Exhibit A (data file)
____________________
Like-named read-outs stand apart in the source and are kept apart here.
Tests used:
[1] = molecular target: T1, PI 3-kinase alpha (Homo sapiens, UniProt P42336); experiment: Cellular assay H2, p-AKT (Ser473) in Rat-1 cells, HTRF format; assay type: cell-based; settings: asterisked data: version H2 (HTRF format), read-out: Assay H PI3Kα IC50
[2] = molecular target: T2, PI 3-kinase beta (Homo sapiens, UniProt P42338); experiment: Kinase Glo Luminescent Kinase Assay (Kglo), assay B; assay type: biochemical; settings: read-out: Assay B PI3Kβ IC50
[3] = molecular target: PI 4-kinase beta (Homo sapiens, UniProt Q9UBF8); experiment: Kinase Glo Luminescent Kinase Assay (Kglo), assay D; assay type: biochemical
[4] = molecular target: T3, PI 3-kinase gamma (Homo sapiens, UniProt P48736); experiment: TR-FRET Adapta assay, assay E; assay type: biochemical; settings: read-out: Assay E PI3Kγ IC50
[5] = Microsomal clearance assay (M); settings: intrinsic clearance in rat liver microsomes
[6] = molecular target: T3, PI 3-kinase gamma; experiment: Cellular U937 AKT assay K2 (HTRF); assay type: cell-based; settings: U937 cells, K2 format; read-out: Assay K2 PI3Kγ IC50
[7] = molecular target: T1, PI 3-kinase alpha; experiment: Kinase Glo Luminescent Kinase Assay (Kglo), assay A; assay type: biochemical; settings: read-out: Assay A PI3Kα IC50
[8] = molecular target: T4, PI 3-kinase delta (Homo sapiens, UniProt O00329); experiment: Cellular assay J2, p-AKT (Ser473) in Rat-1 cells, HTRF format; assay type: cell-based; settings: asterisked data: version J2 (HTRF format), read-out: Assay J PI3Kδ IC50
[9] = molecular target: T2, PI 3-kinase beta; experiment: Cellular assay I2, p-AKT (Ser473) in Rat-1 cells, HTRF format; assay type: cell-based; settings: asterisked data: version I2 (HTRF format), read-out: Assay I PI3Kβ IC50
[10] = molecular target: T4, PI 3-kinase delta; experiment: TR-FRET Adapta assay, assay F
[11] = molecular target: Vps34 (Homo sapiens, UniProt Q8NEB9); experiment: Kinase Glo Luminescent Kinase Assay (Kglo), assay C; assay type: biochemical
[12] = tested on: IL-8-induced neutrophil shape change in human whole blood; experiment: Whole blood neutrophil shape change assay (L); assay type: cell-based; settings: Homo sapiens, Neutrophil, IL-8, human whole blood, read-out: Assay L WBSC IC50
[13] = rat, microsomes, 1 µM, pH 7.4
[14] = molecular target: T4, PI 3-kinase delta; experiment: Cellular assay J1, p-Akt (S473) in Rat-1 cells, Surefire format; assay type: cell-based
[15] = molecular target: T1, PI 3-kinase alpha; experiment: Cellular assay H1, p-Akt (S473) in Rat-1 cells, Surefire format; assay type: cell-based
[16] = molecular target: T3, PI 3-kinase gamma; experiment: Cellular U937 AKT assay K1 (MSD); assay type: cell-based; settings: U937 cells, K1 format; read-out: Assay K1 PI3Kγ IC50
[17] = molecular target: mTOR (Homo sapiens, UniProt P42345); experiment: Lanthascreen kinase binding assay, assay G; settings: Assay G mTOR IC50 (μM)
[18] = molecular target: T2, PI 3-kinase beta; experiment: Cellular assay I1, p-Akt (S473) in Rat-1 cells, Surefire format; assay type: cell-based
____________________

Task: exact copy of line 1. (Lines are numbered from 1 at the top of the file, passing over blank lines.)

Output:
Like-named read-outs stand apart in the source and are kept apart here.